Long-term dynamics of Lake Erie benthos: One lake, three distinct communities

Author: Karatayev A. Y., Burlakova L. E., Hrycik A. R., Daniel S. E., Mehler K., Hinchey E. K., Dermott R., Griffiths R.
Year: 2022
Digital Object Identifier: https://doi.org/10.1016/j.jglr.2022.09.006

Type: Journal Article
Topic: Biology, Ecosystem Impacts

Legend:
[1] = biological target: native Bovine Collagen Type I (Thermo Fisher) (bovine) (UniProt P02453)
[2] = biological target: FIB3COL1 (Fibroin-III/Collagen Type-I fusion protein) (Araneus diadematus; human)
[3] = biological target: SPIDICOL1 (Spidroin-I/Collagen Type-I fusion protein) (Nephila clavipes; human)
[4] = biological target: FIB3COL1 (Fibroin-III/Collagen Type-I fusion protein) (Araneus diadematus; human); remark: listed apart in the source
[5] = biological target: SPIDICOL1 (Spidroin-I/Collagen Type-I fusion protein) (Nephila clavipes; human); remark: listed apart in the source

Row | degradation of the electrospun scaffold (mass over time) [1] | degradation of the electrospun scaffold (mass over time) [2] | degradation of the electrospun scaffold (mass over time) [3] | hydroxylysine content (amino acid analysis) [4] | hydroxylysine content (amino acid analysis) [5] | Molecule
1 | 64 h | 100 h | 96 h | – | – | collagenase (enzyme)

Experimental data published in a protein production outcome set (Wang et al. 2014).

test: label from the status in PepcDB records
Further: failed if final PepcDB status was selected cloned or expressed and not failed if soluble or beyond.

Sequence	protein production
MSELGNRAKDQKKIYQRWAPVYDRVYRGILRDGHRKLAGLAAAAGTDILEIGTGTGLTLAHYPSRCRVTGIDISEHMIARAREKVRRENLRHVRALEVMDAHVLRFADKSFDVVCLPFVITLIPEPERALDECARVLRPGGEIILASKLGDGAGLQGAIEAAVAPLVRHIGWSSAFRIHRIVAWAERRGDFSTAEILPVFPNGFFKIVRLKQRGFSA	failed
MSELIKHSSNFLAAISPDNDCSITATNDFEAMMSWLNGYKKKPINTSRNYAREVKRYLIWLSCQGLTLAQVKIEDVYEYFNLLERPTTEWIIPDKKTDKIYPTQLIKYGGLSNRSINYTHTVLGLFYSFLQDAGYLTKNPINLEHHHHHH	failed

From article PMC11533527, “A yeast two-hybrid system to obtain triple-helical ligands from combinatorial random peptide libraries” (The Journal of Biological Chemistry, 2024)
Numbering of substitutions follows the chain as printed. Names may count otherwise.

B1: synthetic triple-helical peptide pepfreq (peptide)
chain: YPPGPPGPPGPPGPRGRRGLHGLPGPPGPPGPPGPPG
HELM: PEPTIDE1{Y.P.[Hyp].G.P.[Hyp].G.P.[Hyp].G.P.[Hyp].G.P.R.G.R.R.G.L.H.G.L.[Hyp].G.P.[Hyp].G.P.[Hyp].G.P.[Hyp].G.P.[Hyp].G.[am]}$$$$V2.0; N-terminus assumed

Lake Erie has experienced multiple anthropogenic-driven changes in the past century, including cultural eutrophication, phosphorus abatement initiatives, and the introduction of invasive species. The benthos of Lake Erie has been studied infrequently over nine decades and can provide not only insights into the impact of environmental changes but can also be used to examine ecosystem recovery through time. We used multivariate analyses to examine temporal changes in community composition and to assess the major drivers of long-term changes in benthos. Eutrophication, water quality improvement, and dreissenid introduction were the major drivers of changes in benthos in the western basin, while hypoxia was a major factor in the central basin, and dreissenid introduction was most important in the eastern basin. Non-dreissenid community composition of the western basin has changed dramatically over 90 years from benthic species indicative of good water quality in the 1930s, with a diverse community dominated by Hexagenia, to one of low diversity dominated by oligochaetes and other pollution-tolerant species in the 1960s, followed by recovery in the early 2000s to a state similar to that reported in 1930. In contrast, the non-dreissenid benthic community of the central basin over 60 years was consistently dominated by low oxygen-tolerant taxa, signifying the persistence of hypoxia, the major community driver in this basin. The eastern basin community also changed dramatically, including the disappearance of Diporeia after the introduction of Dreissena in the 1990s and more recent declines in oligochaetes, amphipods, gastropods, sphaeriid clams, and leeches.